“If they keep us locked up for months like the last blockade, we’re done,” says Anna Alekseeva, 25, who works at one of the many small craft beer bars that have appeared in Moscow in recent years. “This is not Europe or America. The government here is not interested in small business at all.”

But theaters and museums are still open

Moscow theaters and museums remain among the few public spaces still open to visitors, albeit at 50% capacity and with evidence of vaccination.

This includes “Life with Viruses”, a new exhibition at the National Economy Park Achievements Exhibition, known as the VDNKh, in Moscow. The exhibition is dedicated to the history of interaction between humans, viruses and medicine.


Visitors take a tour of the “Life with Viruses” exhibition in Moscow. As of Thursday, the museum is one of the few public spaces available for vaccinated Russians.

Charles Maynes / NPR


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Charles Maynes / NPR

A mannequin of a doctor holding a beak as part of his medieval costume ‘ Black death the era greets visitors. Large patterns of spores, bacteria and bacilli hover from the ceiling. An interactive video game called “Pandemic” allows players to try to save a metropolis from massive infection. In the corner, a coronavirus hologram with its already famous rivets pulsates against the wall.

“I look at it and meditate,” says curator Sergei Rikov of the Moscow Polytechnic Institute as he offers a recent tour. “We do not want to scare anyone. Our goal is to inform. The more we understand what we are dealing with, the more chances we have of finding ways to protect ourselves.”

Rikov notes that the exhibition has proved popular with once-skeptical government health officials seeking to resume Russia’s vaccination efforts.

The museum plans to take an “easy version” on its way to cities across the country starting this winter.

“It’s a more effective way to educate people so they can learn and share what they know than a big TV propaganda campaign across the country,” he says.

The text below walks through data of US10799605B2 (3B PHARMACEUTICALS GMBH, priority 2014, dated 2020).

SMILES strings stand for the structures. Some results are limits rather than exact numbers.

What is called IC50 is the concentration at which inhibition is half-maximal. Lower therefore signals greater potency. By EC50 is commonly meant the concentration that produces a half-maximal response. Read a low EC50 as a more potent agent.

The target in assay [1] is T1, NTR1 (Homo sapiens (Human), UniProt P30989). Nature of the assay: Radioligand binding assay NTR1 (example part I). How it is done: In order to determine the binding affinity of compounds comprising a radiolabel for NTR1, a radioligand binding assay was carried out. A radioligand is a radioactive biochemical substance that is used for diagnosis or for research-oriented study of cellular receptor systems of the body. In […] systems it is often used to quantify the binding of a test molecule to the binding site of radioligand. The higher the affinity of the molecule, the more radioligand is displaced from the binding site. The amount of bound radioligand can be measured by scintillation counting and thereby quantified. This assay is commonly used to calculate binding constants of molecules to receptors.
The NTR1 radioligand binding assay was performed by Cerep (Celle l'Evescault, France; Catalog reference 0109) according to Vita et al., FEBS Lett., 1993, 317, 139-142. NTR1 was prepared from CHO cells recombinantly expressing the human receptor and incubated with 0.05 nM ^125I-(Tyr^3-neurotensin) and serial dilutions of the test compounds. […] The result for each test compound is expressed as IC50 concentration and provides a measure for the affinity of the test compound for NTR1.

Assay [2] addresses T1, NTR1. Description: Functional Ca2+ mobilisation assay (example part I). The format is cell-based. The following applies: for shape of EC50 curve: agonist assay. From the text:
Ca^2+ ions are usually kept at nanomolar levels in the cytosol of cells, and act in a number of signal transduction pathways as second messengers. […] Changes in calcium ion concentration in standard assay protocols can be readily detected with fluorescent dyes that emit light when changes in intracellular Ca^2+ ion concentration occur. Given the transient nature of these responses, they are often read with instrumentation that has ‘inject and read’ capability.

Propaganda and disbelief feed the problem


Sergei Rikov, curator of the “Life with Viruses” exhibition in Moscow, poses in front of a coronavirus model. Rikov argues that the exhibition could play a role in educating Russians about the coronavirus and the need to vaccinate.

Charles Maynes / NPR


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Charles Maynes / NPR

Rikov and others hoping to educate Russians about the pandemic are likely to face a tough battle. Health experts say Russia’s current problems with COVID are at least in part due to the Kremlin’s propaganda machine. The conspiratorial state-run media has fed the Russians a steady diet of distrust of vaccines, science, and the truth itself.

“At the beginning of the pandemic, the media was saying that the virus was not so scary or that Western vaccines were dangerous,” said Georgii Bazykin, a biologist at the Skolkovo Institute in Moscow who has studied the epidemiology of coronavirus in Russia. .

“Well, people are not dumb. If they hear that Pfizer or Moderna are bad, then it makes sense that our Sputnik [vaccine] it is also bad. “It was a cruel joke with our vaccination efforts,” he said.

“There is so much information these days that we no longer know what to think. Is it a conspiracy or not?” says Elena, a social worker in Moscow, who declined to give her last name, saying she was not authorized to speak to the press. “I just want life to return to normal.”

But not everyone sees the government’s vaccination efforts so far as a failure.

“A third of Russians who get vaccinated is not a bad result at all,” said Mikhail Parfeonov, a father of two who visited Moscow from Kirov in central Russia. “What can I say? People do not trust the government. It’s Russia. Get used to it.”

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2/ https://www.npr.org/2021/10/28/1049976625/moscow-russia-covid-deaths-lockdown